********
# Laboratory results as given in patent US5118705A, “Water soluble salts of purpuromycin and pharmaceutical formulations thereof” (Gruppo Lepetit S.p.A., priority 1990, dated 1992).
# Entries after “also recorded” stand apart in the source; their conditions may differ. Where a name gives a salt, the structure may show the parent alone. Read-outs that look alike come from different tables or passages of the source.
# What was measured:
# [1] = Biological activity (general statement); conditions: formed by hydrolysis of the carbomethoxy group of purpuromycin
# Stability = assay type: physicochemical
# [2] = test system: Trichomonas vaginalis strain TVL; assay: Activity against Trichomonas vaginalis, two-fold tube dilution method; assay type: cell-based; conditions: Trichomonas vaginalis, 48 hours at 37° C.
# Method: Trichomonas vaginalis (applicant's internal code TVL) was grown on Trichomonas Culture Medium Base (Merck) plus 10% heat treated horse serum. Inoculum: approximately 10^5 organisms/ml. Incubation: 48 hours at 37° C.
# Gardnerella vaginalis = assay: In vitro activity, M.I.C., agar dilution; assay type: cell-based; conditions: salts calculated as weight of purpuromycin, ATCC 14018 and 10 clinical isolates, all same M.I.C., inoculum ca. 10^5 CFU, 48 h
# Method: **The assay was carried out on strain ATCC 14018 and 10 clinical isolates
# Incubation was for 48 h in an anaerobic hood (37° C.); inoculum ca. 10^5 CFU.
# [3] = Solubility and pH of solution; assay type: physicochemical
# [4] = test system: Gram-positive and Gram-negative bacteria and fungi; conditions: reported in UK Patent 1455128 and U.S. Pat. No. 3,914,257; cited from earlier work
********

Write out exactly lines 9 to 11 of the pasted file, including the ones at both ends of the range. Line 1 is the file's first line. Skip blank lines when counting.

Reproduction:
# Method: **The assay was carried out on strain ATCC 14018 and 10 clinical isolates
# Incubation was for 48 h in an anaerobic hood (37° C.); inoculum ca. 10^5 CFU.
# [3] = Solubility and pH of solution; assay type: physicochemical